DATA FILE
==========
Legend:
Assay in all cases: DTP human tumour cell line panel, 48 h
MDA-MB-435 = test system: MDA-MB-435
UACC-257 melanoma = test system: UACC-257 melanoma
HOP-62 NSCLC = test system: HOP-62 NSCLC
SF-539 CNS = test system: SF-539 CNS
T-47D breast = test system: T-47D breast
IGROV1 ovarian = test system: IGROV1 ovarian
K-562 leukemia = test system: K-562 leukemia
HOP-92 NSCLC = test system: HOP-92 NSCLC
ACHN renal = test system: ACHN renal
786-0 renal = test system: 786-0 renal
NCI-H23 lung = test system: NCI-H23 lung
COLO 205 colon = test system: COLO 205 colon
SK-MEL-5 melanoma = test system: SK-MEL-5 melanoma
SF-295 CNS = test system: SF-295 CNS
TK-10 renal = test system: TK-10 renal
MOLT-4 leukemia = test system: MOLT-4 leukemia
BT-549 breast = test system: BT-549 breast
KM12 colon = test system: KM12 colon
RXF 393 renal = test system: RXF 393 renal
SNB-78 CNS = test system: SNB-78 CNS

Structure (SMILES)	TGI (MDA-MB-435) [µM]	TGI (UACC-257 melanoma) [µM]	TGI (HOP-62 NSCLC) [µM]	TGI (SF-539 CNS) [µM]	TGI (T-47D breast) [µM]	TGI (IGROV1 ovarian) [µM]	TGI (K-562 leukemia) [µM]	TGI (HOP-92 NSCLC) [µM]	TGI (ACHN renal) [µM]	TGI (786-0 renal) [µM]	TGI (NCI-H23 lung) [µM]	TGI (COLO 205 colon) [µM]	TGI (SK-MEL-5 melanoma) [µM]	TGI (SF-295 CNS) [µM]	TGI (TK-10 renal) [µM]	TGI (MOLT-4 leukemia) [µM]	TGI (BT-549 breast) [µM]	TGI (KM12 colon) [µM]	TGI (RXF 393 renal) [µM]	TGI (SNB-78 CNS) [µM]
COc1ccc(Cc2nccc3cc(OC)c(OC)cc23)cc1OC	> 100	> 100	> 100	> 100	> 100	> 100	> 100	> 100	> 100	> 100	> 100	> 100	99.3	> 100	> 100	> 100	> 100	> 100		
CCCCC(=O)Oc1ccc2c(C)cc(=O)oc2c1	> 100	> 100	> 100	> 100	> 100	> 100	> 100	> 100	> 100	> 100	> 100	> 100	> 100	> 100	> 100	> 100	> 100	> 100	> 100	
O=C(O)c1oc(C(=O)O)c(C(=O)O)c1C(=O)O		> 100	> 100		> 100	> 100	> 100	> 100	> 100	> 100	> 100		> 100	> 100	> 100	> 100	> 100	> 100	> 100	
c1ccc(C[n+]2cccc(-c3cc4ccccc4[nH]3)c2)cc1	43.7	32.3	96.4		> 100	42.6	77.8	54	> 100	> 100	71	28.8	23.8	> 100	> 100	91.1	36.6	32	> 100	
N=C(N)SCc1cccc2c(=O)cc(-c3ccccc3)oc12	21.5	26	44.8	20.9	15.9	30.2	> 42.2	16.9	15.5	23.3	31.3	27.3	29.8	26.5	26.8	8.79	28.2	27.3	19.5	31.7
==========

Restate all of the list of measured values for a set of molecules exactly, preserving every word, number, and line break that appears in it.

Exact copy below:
Legend:
Assay in all cases: DTP human tumour cell line panel, 48 h
MDA-MB-435 = test system: MDA-MB-435
UACC-257 melanoma = test system: UACC-257 melanoma
HOP-62 NSCLC = test system: HOP-62 NSCLC
SF-539 CNS = test system: SF-539 CNS
T-47D breast = test system: T-47D breast
IGROV1 ovarian = test system: IGROV1 ovarian
K-562 leukemia = test system: K-562 leukemia
HOP-92 NSCLC = test system: HOP-92 NSCLC
ACHN renal = test system: ACHN renal
786-0 renal = test system: 786-0 renal
NCI-H23 lung = test system: NCI-H23 lung
COLO 205 colon = test system: COLO 205 colon
SK-MEL-5 melanoma = test system: SK-MEL-5 melanoma
SF-295 CNS = test system: SF-295 CNS
TK-10 renal = test system: TK-10 renal
MOLT-4 leukemia = test system: MOLT-4 leukemia
BT-549 breast = test system: BT-549 breast
KM12 colon = test system: KM12 colon
RXF 393 renal = test system: RXF 393 renal
SNB-78 CNS = test system: SNB-78 CNS

Structure (SMILES)	TGI (MDA-MB-435) [µM]	TGI (UACC-257 melanoma) [µM]	TGI (HOP-62 NSCLC) [µM]	TGI (SF-539 CNS) [µM]	TGI (T-47D breast) [µM]	TGI (IGROV1 ovarian) [µM]	TGI (K-562 leukemia) [µM]	TGI (HOP-92 NSCLC) [µM]	TGI (ACHN renal) [µM]	TGI (786-0 renal) [µM]	TGI (NCI-H23 lung) [µM]	TGI (COLO 205 colon) [µM]	TGI (SK-MEL-5 melanoma) [µM]	TGI (SF-295 CNS) [µM]	TGI (TK-10 renal) [µM]	TGI (MOLT-4 leukemia) [µM]	TGI (BT-549 breast) [µM]	TGI (KM12 colon) [µM]	TGI (RXF 393 renal) [µM]	TGI (SNB-78 CNS) [µM]
COc1ccc(Cc2nccc3cc(OC)c(OC)cc23)cc1OC	> 100	> 100	> 100	> 100	> 100	> 100	> 100	> 100	> 100	> 100	> 100	> 100	99.3	> 100	> 100	> 100	> 100	> 100		
CCCCC(=O)Oc1ccc2c(C)cc(=O)oc2c1	> 100	> 100	> 100	> 100	> 100	> 100	> 100	> 100	> 100	> 100	> 100	> 100	> 100	> 100	> 100	> 100	> 100	> 100	> 100	
O=C(O)c1oc(C(=O)O)c(C(=O)O)c1C(=O)O		> 100	> 100		> 100	> 100	> 100	> 100	> 100	> 100	> 100		> 100	> 100	> 100	> 100	> 100	> 100	> 100	
c1ccc(C[n+]2cccc(-c3cc4ccccc4[nH]3)c2)cc1	43.7	32.3	96.4		> 100	42.6	77.8	54	> 100	> 100	71	28.8	23.8	> 100	> 100	91.1	36.6	32	> 100	
N=C(N)SCc1cccc2c(=O)cc(-c3ccccc3)oc12	21.5	26	44.8	20.9	15.9	30.2	> 42.2	16.9	15.5	23.3	31.3	27.3	29.8	26.5	26.8	8.79	28.2	27.3	19.5	31.7